This was the heading to an article, which appeared in the Perth Sunday Times on January 28th this year. The article began, "The United Nations Organisation is being used to impose back door changes on the way WA parents raise their families, says a Perth mother". The article referred to Mrs. Judith Byrne, president of Perth based Parent-Child Forum, an organisation formed to monitor and debate government policies affecting minors. Since then the PCF has run a number of successful meetings to expose the threat of 'The Convention on the Rights of the Child', a UN convention apparently intended to completely eliminate parental authority. The most recent was a meeting of over five hundred concerned parents and others who gathered to hear Dr. David Mitchell speak in Perth on February 14th. Dr. Mitchell's address, typically succinct and lucid, left many people stunned as they heard for the first time how such UN conventions could affect them so profoundly. The PCF campaign seems only to be just beginning. Watch this space.


The Australian Conservation Foundation has revealed last year that Shark Bay is its top priority for Listing in 1990. Senator Richardson is using the financial carrot to encourage the WA Government to push the process through by suggesting that WA will have greater access to funding for "research and planning for the North-West sanctuary". Surely the good Senator and the saintly folk at the ACF haven't heard about the considerable mineral resources in the area, including what are described as 'massive' Gypsum deposits?


During the recent tram strike, which paralysed Melbourne for weeks, there was constant reference to the "public transport system". Premier John Cain and Treasurer Jolly have been reluctant to admit that one-third of the State transport system is foreign owned. Some information has started to become known, but Cain and Jolly decline to provide details. Transport Minister Jim Kennan was recently asked on radio 3AW, "Is it true that the Victorian Government has sold off the Met system to an overseas buyer and is leasing it back?" Mr. Kennan responded, "Well, we own it." Premier Cain has been embarrassed by questions on the subject. Victorian taxpayers should start to ask some searching questions.

Prime Minister Margaret Thatcher continues to adopt a cautious attitude towards developments in Europe. President Bush has sided with the West Germans by calling for swifter integration of the EEC. It is known that this statement has irritated Mrs. Thatcher, who is hopefully beginning to see what The Big Idea is all about. One objective is to force a complete surrender of British sovereignty.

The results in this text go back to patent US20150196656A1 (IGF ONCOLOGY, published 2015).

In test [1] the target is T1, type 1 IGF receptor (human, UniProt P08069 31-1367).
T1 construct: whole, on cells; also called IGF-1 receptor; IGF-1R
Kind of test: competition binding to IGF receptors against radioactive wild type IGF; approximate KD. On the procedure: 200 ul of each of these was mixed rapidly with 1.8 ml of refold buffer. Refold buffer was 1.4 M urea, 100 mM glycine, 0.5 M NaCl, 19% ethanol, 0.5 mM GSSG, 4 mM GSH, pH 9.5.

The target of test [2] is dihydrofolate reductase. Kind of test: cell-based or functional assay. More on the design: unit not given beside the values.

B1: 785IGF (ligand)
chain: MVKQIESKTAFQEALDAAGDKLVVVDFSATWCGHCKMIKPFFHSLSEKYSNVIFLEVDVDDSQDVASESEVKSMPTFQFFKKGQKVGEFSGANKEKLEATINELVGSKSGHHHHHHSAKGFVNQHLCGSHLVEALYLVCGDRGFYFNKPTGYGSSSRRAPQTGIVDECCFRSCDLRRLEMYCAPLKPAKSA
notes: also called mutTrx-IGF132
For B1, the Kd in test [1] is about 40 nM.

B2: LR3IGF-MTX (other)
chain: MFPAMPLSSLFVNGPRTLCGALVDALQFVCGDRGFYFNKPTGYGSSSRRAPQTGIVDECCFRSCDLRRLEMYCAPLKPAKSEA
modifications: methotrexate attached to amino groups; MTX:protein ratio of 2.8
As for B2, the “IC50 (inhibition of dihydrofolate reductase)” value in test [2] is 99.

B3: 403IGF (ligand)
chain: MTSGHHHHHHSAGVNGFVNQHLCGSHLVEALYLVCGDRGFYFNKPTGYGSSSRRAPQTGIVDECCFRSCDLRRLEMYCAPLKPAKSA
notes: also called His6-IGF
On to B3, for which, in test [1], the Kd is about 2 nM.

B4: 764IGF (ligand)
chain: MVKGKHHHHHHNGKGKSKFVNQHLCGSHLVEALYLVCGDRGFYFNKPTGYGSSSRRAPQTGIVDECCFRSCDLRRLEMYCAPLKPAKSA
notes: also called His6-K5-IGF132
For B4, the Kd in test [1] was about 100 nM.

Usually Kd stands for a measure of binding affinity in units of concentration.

The Sunday Herald, Melbourne, of March 4th, claims to be in possession of documents showing that the Federal Government has already made a decision on the Multi Function Polis, and that plans have already been received from a public relations firm on how to sell the concept to the Australian people. Federal Science Minister Barry Jones is making every effort to "play down" the issue, attempting to create the impression that the Japanese will only exercise a minority say in the project. As documented in the March issue of The Intelligence Survey, the Japanese will be the major factor in the proposed futuristic city. Slowly but surely the truth is being brought out. The silence of the Federal Opposition on the most horrendous threat to Australia's future is deafening.

Mr. Alex Campbell, Senior Vice-President of the WA Farmers Federation has criticised the Australian Conservation Foundation over misleading pronouncements. The ACF claimed that Albany Shire has severe salinity problems, whereas the truth is that only 299 hectares were salt affected, representing 0.7% of the agricultural land in the Shire.

The following letters from The Australian March 5th: "Geoffrey Blainey's articles (21/2) on the inappropriateness of compulsory voting in Australia was very timely and hit the mark. "A good case can be made that the shallowness and mediocrity (the gloss and dross) of Australian political life stems from the very mindlessness which is at the core of compulsory voting. "It is time for Australian voters to accept that individual responsibility underpins the democratic ideal, that is, people should vote only because they want to do so. "The next Parliament should bring voluntary voting to Australia." (A.J. Hosking, Nakara, ACT)

"The Great Debate was won by Telecom, which would have collected a minimum of $154,626.57 on Channel Nine's subsequent phone poll". (R.J.V. Smyth, Dalkeith, WA)

"Will the promise of 6% inflation this time round be better than zero childhood poverty was last time?" (Frank Altmann, Murray Bridge, SA)

"There's only one issue for me this campaign. I want revenge for the additional decade it will take me to own my own home." (Peter Mackay, Westernport, Vic.)

"Since I no longer have faith in any of the parties, this election will find me voting for the individual. I feel it will be best to look after the constituency where I live. Which is really what we should all have been doing all along, isn't it?" (Pamela Klacar, Port Hedland, WA)

"Credit where it's due, Brian Harris (Letters, 24/2). As well as creating all those jobs, Bob Hawke virtually created a whole new industry: how many tax agents do you remember seeing around the shopping centres, before he took office?" (Tim O'Flynn, Forster, NSW)

© Published by the Australian League of Rights, P.O. Box 27 Happy Valley, SA 5159